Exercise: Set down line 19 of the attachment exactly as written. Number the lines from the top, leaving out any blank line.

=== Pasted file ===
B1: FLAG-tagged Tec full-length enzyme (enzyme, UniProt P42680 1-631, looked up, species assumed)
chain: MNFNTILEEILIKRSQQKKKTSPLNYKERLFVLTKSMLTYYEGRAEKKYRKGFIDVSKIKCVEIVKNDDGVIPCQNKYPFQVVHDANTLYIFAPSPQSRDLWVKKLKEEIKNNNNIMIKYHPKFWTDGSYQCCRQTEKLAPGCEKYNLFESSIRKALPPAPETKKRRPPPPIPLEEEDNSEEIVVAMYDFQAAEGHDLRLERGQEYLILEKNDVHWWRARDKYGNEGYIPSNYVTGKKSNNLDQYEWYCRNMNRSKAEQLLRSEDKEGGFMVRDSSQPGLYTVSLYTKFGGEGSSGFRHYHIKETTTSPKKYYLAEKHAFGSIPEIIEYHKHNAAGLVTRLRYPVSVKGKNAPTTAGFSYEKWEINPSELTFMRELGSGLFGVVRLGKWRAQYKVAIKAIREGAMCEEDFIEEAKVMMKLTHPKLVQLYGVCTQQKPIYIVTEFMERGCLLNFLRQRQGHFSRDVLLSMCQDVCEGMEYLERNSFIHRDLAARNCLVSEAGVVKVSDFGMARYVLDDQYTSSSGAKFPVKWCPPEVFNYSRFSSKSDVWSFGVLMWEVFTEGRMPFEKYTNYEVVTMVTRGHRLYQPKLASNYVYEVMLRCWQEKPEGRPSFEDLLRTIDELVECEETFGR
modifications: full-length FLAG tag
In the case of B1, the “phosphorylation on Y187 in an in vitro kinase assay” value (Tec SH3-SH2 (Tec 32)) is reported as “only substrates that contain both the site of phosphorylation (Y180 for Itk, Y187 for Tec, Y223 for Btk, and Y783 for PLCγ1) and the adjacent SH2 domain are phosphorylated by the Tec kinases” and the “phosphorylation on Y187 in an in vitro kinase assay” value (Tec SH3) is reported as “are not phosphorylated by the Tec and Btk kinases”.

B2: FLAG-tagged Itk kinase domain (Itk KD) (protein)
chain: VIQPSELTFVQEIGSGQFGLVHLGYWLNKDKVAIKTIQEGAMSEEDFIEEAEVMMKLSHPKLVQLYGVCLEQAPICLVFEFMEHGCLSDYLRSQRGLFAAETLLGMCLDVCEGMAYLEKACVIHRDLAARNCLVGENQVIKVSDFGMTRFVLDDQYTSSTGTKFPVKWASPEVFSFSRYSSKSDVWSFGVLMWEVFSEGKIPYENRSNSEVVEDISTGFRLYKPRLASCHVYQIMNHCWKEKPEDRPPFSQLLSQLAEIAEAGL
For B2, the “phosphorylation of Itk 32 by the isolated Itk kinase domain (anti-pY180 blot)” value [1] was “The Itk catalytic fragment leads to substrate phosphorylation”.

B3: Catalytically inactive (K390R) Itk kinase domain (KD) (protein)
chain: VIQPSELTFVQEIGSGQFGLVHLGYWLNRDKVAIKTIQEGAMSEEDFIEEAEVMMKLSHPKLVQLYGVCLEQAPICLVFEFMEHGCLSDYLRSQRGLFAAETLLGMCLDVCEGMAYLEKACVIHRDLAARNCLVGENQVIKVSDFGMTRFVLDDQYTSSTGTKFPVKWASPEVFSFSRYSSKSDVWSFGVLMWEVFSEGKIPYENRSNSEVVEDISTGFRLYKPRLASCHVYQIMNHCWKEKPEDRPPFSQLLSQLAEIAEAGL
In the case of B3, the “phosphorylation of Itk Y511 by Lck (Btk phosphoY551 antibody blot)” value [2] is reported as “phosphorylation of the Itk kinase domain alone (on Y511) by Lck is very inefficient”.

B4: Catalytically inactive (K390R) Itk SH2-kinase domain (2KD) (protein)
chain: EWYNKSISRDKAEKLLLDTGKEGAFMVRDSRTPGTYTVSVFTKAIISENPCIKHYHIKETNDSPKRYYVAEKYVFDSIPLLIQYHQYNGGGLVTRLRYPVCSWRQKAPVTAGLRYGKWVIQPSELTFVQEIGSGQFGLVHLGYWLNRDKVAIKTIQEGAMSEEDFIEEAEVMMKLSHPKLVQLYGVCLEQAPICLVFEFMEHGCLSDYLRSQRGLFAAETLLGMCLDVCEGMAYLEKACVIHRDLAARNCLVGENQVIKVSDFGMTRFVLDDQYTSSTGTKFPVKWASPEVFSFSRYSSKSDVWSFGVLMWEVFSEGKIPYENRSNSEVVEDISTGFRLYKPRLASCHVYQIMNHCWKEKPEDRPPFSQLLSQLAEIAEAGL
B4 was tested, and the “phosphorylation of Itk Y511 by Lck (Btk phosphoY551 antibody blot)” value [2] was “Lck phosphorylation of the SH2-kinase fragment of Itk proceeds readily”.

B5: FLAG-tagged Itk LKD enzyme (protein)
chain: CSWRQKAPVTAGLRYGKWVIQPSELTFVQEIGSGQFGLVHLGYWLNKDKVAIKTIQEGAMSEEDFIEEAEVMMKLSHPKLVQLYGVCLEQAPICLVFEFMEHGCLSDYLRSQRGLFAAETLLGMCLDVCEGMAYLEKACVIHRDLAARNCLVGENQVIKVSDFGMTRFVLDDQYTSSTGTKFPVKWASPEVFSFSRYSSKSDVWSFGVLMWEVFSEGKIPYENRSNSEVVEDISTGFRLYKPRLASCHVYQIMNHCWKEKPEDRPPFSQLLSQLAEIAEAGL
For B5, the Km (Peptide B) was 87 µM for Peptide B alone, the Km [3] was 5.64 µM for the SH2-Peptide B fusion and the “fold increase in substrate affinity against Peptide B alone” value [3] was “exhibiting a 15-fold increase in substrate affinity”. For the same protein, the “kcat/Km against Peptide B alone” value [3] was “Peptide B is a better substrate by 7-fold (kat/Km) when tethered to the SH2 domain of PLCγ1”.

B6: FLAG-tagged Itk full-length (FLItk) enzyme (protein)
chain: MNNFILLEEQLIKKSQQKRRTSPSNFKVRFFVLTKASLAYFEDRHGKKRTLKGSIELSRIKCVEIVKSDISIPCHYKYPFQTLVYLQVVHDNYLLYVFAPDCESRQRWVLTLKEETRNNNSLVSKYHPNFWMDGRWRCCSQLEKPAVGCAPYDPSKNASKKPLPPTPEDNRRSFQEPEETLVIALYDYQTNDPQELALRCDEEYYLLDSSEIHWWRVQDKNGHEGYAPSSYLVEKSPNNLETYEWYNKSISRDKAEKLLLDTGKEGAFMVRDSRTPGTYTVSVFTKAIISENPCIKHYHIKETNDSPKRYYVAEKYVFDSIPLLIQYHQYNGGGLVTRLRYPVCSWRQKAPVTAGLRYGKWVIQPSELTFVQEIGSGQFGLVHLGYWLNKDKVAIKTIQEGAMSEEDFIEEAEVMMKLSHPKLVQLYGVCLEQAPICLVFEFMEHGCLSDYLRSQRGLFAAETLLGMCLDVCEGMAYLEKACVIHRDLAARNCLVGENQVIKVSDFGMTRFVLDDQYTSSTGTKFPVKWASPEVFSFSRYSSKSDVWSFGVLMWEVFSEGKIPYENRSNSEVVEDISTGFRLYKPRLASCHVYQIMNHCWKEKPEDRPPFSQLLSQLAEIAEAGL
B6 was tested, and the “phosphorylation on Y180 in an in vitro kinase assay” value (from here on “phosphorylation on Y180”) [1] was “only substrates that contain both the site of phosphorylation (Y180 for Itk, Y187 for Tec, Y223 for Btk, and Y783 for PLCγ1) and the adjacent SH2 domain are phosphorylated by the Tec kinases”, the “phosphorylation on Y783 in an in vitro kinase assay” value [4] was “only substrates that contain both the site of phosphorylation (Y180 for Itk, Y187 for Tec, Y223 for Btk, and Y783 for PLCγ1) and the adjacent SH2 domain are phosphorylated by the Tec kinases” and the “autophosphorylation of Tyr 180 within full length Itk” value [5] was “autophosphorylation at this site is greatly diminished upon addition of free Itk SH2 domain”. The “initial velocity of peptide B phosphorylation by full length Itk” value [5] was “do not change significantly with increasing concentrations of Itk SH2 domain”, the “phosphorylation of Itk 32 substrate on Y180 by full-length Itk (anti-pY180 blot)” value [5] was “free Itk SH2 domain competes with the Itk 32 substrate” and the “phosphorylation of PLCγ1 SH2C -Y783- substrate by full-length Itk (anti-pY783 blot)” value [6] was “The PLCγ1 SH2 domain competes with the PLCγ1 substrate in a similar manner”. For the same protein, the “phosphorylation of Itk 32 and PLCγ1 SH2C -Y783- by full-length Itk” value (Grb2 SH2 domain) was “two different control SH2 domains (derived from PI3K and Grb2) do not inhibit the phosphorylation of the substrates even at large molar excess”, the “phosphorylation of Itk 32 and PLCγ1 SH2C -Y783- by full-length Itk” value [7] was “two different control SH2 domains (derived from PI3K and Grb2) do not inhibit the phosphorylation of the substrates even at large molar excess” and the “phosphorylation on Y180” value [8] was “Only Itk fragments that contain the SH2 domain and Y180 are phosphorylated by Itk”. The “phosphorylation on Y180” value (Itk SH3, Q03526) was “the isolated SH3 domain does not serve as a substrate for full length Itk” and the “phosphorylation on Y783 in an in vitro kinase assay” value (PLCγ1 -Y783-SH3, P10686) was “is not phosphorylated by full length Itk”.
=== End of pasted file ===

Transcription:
B6 was tested, and the “phosphorylation on Y180 in an in vitro kinase assay” value (from here on “phosphorylation on Y180”) [1] was “only substrates that contain both the site of phosphorylation (Y180 for Itk, Y187 for Tec, Y223 for Btk, and Y783 for PLCγ1) and the adjacent SH2 domain are phosphorylated by the Tec kinases”, the “phosphorylation on Y783 in an in vitro kinase assay” value [4] was “only substrates that contain both the site of phosphorylation (Y180 for Itk, Y187 for Tec, Y223 for Btk, and Y783 for PLCγ1) and the adjacent SH2 domain are phosphorylated by the Tec kinases” and the “autophosphorylation of Tyr 180 within full length Itk” value [5] was “autophosphorylation at this site is greatly diminished upon addition of free Itk SH2 domain”. The “initial velocity of peptide B phosphorylation by full length Itk” value [5] was “do not change significantly with increasing concentrations of Itk SH2 domain”, the “phosphorylation of Itk 32 substrate on Y180 by full-length Itk (anti-pY180 blot)” value [5] was “free Itk SH2 domain competes with the Itk 32 substrate” and the “phosphorylation of PLCγ1 SH2C -Y783- substrate by full-length Itk (anti-pY783 blot)” value [6] was “The PLCγ1 SH2 domain competes with the PLCγ1 substrate in a similar manner”. For the same protein, the “phosphorylation of Itk 32 and PLCγ1 SH2C -Y783- by full-length Itk” value (Grb2 SH2 domain) was “two different control SH2 domains (derived from PI3K and Grb2) do not inhibit the phosphorylation of the substrates even at large molar excess”, the “phosphorylation of Itk 32 and PLCγ1 SH2C -Y783- by full-length Itk” value [7] was “two different control SH2 domains (derived from PI3K and Grb2) do not inhibit the phosphorylation of the substrates even at large molar excess” and the “phosphorylation on Y180” value [8] was “Only Itk fragments that contain the SH2 domain and Y180 are phosphorylated by Itk”. The “phosphorylation on Y180” value (Itk SH3, Q03526) was “the isolated SH3 domain does not serve as a substrate for full length Itk” and the “phosphorylation on Y783 in an in vitro kinase assay” value (PLCγ1 -Y783-SH3, P10686) was “is not phosphorylated by full length Itk”.